Illinois is for sure one of the exciting US destinations for travelers. It has an impressive number of museums including presidential libraries and historic forts. The state is also home to the first McDonald’s and Route 66. It’s famous for its abolition of slavery and its role in the Underground Railroad. The most often visited city is of course Chicago boasting some of the state’s most notable museums and the Adler Planetarium. Now, that you know why to visit Illinois, time to explain Illinois Tollway and Illinois Tollway I-Pass.
What is the Illinois Tollway and how does it work?
The Illinois Tollway is a system of highways created to ease traffic congestion in the state. It’s actually a revenue bond-financed administrative agency of the State of Illinois. The agency doesn’t receive any state or federal funds for maintenance and operations. Toll and concession revenues fund its operations. Illinois Tollway maintains nearly 300 miles of interstate tollways. They are located in twelve counties in Northern Illinois. Among the others, it includes the Reagan Memorial Tollway, the Jane Addams Memorial Tollway, and the Veterans Memorial Tollway. The Illinois Tollway collects tolls at both mainline and ramp toll plazas throughout the entire system.
Who owns the Illinois Tollway?
The administrative agency was opened in 1958 in the Chicago area. The Illinois State Toll Highway Authority, also called ISTHA, owns it. The agency is responsible for building, operating, and maintaining toll roads in the state.
Illinois Tollway pay tolls
Illinois, with 294 miles of toll roads, is one of the most extensive toll networks in the United States. Here are the most important toll roads in Illinois:
The Jane Addams Memorial Tollway on Interstate 39 and Interstate 90. It connects Chicago with Rockford. The toll road is 76 miles (122 km) long. It gets you from Rockford O’Hare International Airport. Also, you can travel from Rockford or O’Hare International Airport to North Wisconsin. There are different toll plazas, including both manned and unmanned ones. The toll road was opened in 1958.
Illinois Tri-State Tollway on Interstate 94, Interstate 294, and Interstate 80. It connects the Wisconsin state line to South Holland. It provides direct access to almost all Chicago freeways (except Interstate 355). You can pay tolls at toll plazas located along the route. The Illinois Tri-State Tollway was built in the mid to late 1950s. The main idea behind the project was building a bypass of Chicago.
Chicago Skyway on Interstate 90 and Interstate 94. It connects Chicago with Indiana. It is 7.8 miles (12.6 km) long. The toll road was built in 1958. In 2005, Chicago Skyway became the first US privatized toll road.
The Ronald Reagan Memorial Tollway on Interstate 88. It also crosses Interstate 290 and Interstate 294 at Hillside. It connects cities like Chicago, Aurora, Naperville, Dixon, and Dekalb. The Ronald Reagan Memorial Tollway is 96 miles (154 km) long. It was built in 1958. You can pay tolls at toll plazas along the route.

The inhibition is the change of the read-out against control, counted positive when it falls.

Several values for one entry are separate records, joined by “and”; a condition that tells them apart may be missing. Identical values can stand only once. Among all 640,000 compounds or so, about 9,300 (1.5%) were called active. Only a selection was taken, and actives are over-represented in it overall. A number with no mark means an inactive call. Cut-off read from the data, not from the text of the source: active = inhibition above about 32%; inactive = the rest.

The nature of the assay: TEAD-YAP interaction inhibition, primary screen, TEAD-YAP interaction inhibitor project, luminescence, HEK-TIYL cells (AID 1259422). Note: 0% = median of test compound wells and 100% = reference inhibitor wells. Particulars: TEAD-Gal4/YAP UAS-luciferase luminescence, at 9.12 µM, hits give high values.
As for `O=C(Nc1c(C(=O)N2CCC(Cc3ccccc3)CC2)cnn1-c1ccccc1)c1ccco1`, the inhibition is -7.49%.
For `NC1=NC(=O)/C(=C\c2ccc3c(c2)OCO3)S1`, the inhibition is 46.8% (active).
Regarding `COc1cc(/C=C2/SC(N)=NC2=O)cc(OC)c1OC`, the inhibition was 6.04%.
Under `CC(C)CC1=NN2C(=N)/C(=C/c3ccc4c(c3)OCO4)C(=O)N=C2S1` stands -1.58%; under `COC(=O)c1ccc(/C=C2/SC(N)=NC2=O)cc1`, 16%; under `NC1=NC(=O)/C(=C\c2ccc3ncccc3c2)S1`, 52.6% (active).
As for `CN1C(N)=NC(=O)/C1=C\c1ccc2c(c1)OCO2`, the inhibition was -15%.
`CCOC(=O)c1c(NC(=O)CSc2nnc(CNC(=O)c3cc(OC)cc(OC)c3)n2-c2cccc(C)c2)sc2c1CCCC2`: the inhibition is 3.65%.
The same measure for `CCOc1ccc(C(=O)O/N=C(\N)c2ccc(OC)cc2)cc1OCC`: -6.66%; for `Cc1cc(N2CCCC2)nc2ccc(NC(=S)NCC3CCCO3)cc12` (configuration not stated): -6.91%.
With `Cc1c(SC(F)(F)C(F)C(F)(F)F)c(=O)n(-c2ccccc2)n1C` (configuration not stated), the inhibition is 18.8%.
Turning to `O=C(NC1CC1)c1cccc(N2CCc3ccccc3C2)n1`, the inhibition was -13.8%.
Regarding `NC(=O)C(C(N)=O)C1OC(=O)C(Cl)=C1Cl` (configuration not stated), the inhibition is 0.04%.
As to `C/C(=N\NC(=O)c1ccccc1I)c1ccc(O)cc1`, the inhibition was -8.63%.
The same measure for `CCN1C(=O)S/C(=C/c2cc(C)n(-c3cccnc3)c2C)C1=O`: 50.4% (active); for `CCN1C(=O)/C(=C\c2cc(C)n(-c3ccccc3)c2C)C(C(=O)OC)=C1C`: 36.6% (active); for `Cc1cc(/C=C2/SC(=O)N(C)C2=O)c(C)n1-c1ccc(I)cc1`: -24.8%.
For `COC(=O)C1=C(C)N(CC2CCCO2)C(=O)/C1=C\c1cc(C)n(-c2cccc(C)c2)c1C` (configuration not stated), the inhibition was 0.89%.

The Veterans Memorial Tollway on Interstate 355. It connects the Western suburbs of Chicago with the Southern ones. The toll road stretches from New Lenox in Will County to Itasca in DuPage County. The Veterans Memorial Tollway passes through the cities like Lockport, Addison, and Lisle-Downers Grove. It is 32.5 miles (52.3 km) long. It was opened in 1989 as the North-South Tollway.
Illinois Tollway – how to pay
The easiest way to pay Illinois tolls is to use the E-ZPass electronic transponder tag. It allows you to pay tolls on toll roads and bridges without stopping. Also, every toll lane in the state accepts I-Pass. The system enables drivers to save up to 50% on tolls. Another option is Uproad – a mobile application that allows you to manage all toll payments from your mobile device. You can pay tolls in just a few clicks through your smartphone. Uproad also has a handy online toll calculator.
Illinois Tollway I-Pass
It’s an electronic toll collection system of electronic tags. You can install such a transponder tag in your windshield to zoom through electronic toll gantries. The I-Pass transponder tag can be used on toll roads that accept E-ZPass. When you order a transponder, you have to pay an initial $30. Apart from Illinois toll roads and bridges, you can use I-Pass on the Indiana Toll Road, the Chicago Skyway, and in 17 other states that use the E-ZPass system. I-Pass works in Delaware, Illinois, Indiana, Kentucky, Maine, Maryland, Massachusetts, New Hampshire, New Jersey, New York, North Carolina, Ohio, Pennsylvania, Rhode Island, Virginia, West Virginia, and also portions of Florida. On top of the cost of the transponder ($30), there is also a refundable deposit of $10. You should also deposit another $20 towards prepaid tolls. There is a minimum I-Pass deposit of $20. There is an account auto-replenishment option that replenishes 10% of the average monthly usage or a minimum of $10. You can open an I-Pass account on the Illinois Tollway website or over the phone, in person, as well as at the customer service center. The installation process is very simple. You just need to place the tag on your windshield’s rearview mirror.